In setting up a dedicated server for a client, I was looking into setting up a Subversion repository.
For those not familiar with Subversion, it is a version control system. Basically you check files in and out of a repository (repo) and it'll keep track of all the changes that have been made. Any quality software development process should include some form of versioning. Mine to date has merely been timely archives, each dated and backed up on a routine basis. I've used the same technique for years and it's worked very handily. The most I've ever lost is a day's worth of work.
In going about setting up Subversion on the client's box, I decided to do some research and discovered that a few companies actually provide a hosted environment for Subversion.
CVSDude provides both CVS — another version control system — and Subversion hosting. They have a free account for hosting a single project under 10MB and includes email updates, which would be handy working with a team in different locations. After that, you start paying. The sweet spot looks to be the $30/month plan which includes unlimited repositories, Trac, and Bugzilla among other things.
Wush.net starts at $20/quarter for their basic package of 1 repo. Unlike CVSDude, which limits you to 2 accounts on the free plan and 5 on the basic paid plan, you can have unlimited developers accessing the box. Their Pro version includes integrated Trac for $15/month.
Hosted-projects.com comes with unlimited repo's and developers along with Trac, even on their basic package of $7/month. You get 100MB for the basic plan. Paying more gives you more space, WebSVN (allowing repo's to be browseable via the web)
Collabnet offers Subversion On Demand but with no pricing information, the first thing that comes to mind is, "if you have to ask, you can't afford it." This service seems aimed at the larger enterprise-level organizations.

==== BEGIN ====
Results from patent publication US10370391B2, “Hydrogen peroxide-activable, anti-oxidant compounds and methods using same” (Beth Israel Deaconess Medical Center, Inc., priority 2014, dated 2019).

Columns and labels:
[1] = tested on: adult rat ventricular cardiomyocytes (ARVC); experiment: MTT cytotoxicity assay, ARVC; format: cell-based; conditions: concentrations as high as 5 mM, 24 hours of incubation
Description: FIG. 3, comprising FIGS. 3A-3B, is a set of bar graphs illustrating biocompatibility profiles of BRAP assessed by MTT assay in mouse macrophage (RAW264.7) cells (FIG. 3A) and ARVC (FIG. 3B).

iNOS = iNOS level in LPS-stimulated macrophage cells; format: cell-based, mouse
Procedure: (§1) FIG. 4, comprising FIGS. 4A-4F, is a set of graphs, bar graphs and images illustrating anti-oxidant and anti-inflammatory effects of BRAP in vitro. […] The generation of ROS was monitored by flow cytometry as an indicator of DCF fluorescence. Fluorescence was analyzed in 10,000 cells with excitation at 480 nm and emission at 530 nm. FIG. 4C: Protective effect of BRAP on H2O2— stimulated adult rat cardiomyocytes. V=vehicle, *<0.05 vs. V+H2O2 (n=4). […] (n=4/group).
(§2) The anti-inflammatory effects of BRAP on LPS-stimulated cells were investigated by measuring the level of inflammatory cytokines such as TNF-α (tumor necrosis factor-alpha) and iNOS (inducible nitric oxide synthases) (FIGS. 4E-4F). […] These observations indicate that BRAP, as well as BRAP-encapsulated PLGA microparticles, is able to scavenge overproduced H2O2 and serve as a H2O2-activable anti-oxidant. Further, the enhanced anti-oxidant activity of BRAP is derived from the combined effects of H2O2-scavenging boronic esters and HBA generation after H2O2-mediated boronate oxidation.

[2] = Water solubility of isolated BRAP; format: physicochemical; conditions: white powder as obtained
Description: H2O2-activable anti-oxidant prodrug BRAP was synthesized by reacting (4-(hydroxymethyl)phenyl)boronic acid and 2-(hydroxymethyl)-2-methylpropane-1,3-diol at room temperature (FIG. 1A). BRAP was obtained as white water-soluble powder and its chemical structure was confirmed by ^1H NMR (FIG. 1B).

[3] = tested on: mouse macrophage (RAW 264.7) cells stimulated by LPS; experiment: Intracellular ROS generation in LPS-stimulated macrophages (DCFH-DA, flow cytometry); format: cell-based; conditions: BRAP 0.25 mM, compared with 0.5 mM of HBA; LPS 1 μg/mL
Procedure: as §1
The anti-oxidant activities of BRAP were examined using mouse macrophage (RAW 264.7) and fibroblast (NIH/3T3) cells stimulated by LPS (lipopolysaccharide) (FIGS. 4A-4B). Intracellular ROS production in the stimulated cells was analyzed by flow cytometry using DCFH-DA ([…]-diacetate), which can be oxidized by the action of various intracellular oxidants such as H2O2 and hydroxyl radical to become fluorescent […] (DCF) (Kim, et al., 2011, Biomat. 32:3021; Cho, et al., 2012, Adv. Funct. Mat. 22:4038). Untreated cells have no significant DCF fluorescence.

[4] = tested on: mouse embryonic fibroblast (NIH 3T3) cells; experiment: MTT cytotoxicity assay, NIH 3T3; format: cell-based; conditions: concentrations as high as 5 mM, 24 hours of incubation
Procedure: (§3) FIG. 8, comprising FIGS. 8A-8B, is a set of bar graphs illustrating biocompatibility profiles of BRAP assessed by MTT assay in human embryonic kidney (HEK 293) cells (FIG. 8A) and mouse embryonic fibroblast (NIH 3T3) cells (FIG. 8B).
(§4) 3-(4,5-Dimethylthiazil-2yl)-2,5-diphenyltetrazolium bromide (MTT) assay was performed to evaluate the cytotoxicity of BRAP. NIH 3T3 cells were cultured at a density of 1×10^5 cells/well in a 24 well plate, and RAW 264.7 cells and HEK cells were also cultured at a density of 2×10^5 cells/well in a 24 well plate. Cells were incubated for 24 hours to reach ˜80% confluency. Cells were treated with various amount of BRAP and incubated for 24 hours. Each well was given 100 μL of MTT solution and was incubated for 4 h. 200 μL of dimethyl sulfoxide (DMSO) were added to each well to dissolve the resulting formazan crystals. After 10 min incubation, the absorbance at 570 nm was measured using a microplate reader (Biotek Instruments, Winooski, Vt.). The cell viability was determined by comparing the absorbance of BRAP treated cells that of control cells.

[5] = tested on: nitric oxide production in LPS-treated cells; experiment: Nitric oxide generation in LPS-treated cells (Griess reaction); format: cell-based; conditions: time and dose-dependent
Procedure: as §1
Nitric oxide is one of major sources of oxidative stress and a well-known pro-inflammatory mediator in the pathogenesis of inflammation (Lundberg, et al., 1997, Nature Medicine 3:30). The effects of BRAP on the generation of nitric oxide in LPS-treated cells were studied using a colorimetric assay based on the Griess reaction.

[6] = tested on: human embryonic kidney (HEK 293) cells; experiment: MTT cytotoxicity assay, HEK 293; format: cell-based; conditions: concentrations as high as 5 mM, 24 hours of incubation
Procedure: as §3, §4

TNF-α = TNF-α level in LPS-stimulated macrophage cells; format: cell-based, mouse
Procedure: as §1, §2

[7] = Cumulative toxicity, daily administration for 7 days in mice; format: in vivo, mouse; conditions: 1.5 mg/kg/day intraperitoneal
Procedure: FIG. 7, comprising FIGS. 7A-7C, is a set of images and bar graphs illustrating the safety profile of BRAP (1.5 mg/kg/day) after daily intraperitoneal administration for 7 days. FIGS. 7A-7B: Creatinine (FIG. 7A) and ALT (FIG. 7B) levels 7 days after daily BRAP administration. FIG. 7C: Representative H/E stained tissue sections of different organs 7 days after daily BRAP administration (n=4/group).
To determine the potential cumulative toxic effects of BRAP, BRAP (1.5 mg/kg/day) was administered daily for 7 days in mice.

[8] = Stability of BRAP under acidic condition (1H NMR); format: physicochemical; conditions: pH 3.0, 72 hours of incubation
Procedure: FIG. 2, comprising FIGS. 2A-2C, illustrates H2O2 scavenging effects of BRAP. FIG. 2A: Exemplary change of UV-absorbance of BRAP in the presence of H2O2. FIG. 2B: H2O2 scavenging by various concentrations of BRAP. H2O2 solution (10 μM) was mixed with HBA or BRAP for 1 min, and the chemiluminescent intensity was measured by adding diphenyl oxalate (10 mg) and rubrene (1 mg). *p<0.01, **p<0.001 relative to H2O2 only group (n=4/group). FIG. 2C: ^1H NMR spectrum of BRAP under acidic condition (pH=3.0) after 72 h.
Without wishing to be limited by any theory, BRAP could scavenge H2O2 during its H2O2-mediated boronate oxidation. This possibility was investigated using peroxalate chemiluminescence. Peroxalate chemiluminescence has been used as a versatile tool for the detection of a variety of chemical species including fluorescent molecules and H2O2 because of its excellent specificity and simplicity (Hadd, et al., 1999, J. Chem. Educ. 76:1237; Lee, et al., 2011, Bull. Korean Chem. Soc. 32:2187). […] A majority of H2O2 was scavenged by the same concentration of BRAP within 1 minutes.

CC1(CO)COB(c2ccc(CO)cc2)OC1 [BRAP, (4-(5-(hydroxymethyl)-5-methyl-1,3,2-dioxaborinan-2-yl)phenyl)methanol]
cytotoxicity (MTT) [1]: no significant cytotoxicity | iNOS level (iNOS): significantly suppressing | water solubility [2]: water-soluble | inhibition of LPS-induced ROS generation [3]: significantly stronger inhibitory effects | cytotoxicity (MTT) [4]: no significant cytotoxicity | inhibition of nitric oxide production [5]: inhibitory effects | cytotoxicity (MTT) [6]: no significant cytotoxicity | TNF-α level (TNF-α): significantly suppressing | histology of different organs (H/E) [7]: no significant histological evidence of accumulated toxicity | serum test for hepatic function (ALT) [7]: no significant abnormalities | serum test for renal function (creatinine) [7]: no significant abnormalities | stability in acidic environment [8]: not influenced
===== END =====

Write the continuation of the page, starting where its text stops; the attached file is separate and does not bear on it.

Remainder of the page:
I'm currently hosted with Dreamhost and was surprised to discover that it was super easy to get your own repository going. I've heard MediaTemple offers this as well and I'm sure many other hosts do as well. This is a simple approach to take but you tend to lose out on some of the value adds like integrated Trac, Bugzilla, and email updates. Sure, you can set this up yourself but certainly the bonus of going hosted is so you don't have to.
Google allows you to host your projects on Google Code for free. However, Google Code is intended only for open-source projects. Hosting your client work there probably isn't a good idea.
DevjaVu provides free Subversion hosting but also includes Trac and doesn't have any open-source limitations. Any project can be hosted on DevjaVu. The downfall: It's still in beta and you need an invite to be able to sign up.
Versionshelf is out of the UK and provides Subversion hosting. This seems like a decent option including SSL access, RSS feeds of commits, and web-based repo access — even in the basic package. The number of accounts and repositories, however, could quickly force you into expensive plans if you're working on a number of different projects.
Which to try first?
In my case, I've decided to use the Subversion provided by Dreamhost. It's free and lets me get my feet wet. If it gets out of hand, or I need something a little more robust (since Dreamhost does experience down time on occasion), then I'll probably move to a hosted solution.
If you're aware of any others, feel free to add them to the comments.
ProjectLocker allows you to custom fit with Subversion, Trac, Wiki, and document management all-in-one. It's custom in that you can choose which services you wish to enable on your account and each adding to the overall cost. Unfortunately, they seem much more expensive than many of the services listed here. Just for subversion for 2 users, you're looking at $40/month. Although, that does include unlimited storage and unlimited projects. Update (Feb 2, 2008): I've been informed that pricing has changed and is as cheap as $2.50 a month.
One of the commenters mentioned this and the folks emailed me to fill me in on the details. Springloops looks like a really good solution. Not only does it do subversion hosting but it also includes the ability to deploy to a remote server via FTP or SFTP, even on a free plan! It even had Basecamp integration which is a nice to have. The pricing plans also seem very reasonable starting off at $9 a month and going up to $96 a month. This may be my next step after using the SVN on Dreamhost.